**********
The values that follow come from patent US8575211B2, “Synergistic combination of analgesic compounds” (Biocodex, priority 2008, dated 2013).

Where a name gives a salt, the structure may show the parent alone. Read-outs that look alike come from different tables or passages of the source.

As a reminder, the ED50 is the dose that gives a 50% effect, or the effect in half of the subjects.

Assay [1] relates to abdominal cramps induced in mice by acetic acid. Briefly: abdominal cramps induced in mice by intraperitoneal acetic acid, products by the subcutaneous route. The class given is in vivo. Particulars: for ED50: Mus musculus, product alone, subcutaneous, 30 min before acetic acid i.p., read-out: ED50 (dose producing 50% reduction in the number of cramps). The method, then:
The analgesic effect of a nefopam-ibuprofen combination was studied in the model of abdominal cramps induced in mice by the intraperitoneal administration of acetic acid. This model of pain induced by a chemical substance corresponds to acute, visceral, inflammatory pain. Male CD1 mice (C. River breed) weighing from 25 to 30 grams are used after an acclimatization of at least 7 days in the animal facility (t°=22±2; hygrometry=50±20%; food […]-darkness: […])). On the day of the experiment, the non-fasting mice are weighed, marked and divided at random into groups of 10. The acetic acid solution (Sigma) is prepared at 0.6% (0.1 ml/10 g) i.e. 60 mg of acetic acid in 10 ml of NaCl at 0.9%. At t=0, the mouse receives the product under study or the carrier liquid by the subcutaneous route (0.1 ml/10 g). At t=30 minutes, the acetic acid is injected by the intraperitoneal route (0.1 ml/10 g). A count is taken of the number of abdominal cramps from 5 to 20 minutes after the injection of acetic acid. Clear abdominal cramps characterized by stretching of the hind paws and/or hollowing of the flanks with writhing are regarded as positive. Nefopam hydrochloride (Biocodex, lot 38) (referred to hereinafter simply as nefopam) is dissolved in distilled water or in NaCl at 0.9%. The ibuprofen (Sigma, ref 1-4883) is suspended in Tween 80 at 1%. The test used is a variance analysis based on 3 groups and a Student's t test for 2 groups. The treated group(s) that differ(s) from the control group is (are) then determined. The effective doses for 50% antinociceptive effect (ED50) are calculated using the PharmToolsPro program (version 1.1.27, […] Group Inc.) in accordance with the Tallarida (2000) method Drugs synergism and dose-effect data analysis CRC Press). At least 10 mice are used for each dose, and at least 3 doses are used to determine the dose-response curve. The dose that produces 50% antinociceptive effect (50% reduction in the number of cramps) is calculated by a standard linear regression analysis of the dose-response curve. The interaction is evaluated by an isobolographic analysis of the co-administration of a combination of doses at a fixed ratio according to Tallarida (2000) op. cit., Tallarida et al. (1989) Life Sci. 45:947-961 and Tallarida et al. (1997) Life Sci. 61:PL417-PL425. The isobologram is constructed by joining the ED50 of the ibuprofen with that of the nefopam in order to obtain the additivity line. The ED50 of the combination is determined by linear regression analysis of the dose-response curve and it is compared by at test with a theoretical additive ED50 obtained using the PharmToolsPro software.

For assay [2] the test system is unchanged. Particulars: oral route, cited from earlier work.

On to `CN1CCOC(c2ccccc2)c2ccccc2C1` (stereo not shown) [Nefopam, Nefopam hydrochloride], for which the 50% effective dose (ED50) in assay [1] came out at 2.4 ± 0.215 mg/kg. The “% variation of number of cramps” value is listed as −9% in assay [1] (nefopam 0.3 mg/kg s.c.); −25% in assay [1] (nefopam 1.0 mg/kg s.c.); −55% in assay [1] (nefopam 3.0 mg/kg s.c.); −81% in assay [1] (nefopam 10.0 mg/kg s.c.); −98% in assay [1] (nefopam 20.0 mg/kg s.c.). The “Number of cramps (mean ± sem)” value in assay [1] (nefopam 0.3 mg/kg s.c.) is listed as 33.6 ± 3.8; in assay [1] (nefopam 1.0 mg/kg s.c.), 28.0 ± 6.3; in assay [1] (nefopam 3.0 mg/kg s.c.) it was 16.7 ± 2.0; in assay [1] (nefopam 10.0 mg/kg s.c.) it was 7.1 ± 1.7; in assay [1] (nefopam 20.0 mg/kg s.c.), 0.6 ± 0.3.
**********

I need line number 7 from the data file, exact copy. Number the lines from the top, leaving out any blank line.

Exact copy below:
On to `CN1CCOC(c2ccccc2)c2ccccc2C1` (stereo not shown) [Nefopam, Nefopam hydrochloride], for which the 50% effective dose (ED50) in assay [1] came out at 2.4 ± 0.215 mg/kg. The “% variation of number of cramps” value is listed as −9% in assay [1] (nefopam 0.3 mg/kg s.c.); −25% in assay [1] (nefopam 1.0 mg/kg s.c.); −55% in assay [1] (nefopam 3.0 mg/kg s.c.); −81% in assay [1] (nefopam 10.0 mg/kg s.c.); −98% in assay [1] (nefopam 20.0 mg/kg s.c.). The “Number of cramps (mean ± sem)” value in assay [1] (nefopam 0.3 mg/kg s.c.) is listed as 33.6 ± 3.8; in assay [1] (nefopam 1.0 mg/kg s.c.), 28.0 ± 6.3; in assay [1] (nefopam 3.0 mg/kg s.c.) it was 16.7 ± 2.0; in assay [1] (nefopam 10.0 mg/kg s.c.) it was 7.1 ± 1.7; in assay [1] (nefopam 20.0 mg/kg s.c.), 0.6 ± 0.3.